Paid on time: Yes for the most part. Some funding comes from different sources, so some people have been paid late, but for the most part, people are paid on time

Language: Spanish. The Spanish spoken in Madrid is easy to understand and some of the most “typical” Spanish you will hear around Spain.

Thoughts: the cost of living is higher in Madrid but you are paid more which evens it out. Barajas airport is there so you can fly all over Europe cheaply and easily. Madrid is a beautiful city with a lot to do and see, and there are lots of young people there now because of the job market and studying. It’s a great place to be located in Spain but there are also a lot of Americans and tourists there which can downsize your hopes for a truly “local” experience. It’s so big that you can find your niche.

Read more: Expat interviews with Lauren from Spanish Sabores and Casey from Gee, Cassandra

Castilla y León

regions in Spain

Auxiliar Program: Yes, also starts Sept. 15 and ends June 15 instead of October 1-May 31.

Notable cities: Salamanca, Valladolid, Segovia, Burgos and León

Paid on time: Yes, this year they paid 3 months late.

Language: this is the region that is where modern Spanish was born, so it’s very easy and clear to understand everyone. It’s a great region to learn Spanish though it is known for having people who are “cold” whatever that means. Salamanca is a big university town, and I had the time of my life studying there from 2007-2008. It is close enough to commute to Madrid and also Portugal and the north and there are many beautiful cities and castles there. The famous Camino de Santiago pilgrimage runs through northern Castilla y León. This is a great region to “go native.”

Read more: about Castilla y León here


regions in Spain

Auxiliar Program: Yes with plenty of spots

Notable cities: Santiago de Compostela, Vigo, Orense and La Coruña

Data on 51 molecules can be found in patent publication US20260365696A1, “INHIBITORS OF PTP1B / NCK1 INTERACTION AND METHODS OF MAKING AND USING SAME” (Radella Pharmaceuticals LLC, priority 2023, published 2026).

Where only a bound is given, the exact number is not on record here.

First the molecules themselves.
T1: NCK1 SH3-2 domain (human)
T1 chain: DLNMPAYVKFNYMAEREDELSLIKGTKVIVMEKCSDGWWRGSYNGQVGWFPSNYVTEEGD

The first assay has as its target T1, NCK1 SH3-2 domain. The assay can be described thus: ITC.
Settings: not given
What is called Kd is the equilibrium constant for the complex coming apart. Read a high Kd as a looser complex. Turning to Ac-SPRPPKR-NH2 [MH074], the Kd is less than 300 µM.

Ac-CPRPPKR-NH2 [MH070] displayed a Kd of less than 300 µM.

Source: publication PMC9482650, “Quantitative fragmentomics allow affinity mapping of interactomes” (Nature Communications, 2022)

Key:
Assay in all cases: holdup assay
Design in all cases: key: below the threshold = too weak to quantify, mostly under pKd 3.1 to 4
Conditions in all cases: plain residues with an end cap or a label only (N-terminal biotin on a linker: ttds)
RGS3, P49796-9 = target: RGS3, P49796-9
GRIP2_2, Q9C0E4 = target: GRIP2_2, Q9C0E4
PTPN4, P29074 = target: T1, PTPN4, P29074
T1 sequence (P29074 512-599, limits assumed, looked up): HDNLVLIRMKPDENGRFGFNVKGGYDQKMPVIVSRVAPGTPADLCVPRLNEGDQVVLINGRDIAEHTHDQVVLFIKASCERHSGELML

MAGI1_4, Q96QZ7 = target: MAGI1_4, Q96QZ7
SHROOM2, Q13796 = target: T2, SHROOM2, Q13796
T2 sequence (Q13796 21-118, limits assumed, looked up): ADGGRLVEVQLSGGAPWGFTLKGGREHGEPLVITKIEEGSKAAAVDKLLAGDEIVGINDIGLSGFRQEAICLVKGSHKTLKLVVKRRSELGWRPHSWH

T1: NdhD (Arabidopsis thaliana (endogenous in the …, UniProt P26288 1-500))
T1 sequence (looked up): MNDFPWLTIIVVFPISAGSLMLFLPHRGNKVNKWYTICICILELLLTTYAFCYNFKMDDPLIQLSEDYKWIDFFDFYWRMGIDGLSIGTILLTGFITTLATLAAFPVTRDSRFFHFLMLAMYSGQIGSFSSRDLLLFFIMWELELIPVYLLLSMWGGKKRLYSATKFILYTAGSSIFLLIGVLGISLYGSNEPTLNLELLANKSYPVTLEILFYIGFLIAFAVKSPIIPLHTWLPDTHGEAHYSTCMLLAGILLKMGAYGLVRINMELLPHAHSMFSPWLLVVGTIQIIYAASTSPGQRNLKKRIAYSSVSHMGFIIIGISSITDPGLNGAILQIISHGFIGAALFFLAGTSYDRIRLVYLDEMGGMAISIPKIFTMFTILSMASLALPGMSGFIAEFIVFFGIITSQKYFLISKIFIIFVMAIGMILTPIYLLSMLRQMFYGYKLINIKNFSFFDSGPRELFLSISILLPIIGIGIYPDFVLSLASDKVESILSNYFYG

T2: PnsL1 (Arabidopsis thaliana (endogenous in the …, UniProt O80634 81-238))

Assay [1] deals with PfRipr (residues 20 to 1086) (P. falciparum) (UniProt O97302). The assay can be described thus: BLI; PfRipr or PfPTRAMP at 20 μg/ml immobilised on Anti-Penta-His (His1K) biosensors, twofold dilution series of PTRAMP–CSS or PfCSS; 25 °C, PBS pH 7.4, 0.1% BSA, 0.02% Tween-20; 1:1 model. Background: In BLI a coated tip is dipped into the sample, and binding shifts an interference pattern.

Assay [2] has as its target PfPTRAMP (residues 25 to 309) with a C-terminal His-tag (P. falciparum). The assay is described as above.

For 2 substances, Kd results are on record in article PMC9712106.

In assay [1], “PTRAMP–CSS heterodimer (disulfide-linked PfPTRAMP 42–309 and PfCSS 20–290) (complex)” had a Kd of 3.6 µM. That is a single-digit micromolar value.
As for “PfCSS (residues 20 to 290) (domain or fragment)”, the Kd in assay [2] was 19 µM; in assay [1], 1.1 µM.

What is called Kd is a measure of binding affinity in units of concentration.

Paid on time: yes

Languages: Spanish and Gallego. The Spanish spoken here is very musical because of the Gallego and Portuguese influence. Gallego is one of the official languages in Spain and it’s a romance language which means it’s not too hard to pick up. There are bilingual schools.

Thoughts: Many people chose Galicia as their third choice or get placed there by as a last resort. I think it’s because Galicia is simply so far from the rest of Spain. It’s a pain in the ass to get there but it’s worth it. There are several airports, and you can even fly into Porto, Portugal just south of the border, which is a beautiful place. Galicia is known as the Ireland or UK of Spain because it’s very verdant and green. It rains a lot but the coast is beautiful and the food is great. It is also very cheap. I have heard nothing but good things about the auxiliar program in Galicia. Whoever is in charge knows what they are doing and it sounds like the best organized region of the bunch.

Read more: About Alisa’s experience as an expat in Galicia


regions in Spain

Auxiliar Program: Yes, small amount admitted, competitive. Most people here are 2nd years

Notable cities: Oviedo and Gijón

Paid on time: Yes as far as I know

Langauge: Spanish

Thoughts: I would live in Asturias if I had the chance and I haven’t even been there! It’s supposed to be an amazing little region, very green and mountainous with the famous Picos de Europa mountain chain on it’s south side and then a rugged, beautiful coastline. The only downside is just how far it is from everything else, it’s very isolated. For the most part, the best food in Spain can be found in the north (in my humble opinion) and Asturias is well-known for their food and their hard cider. Also, Vicky Christina Barcelona, anyone?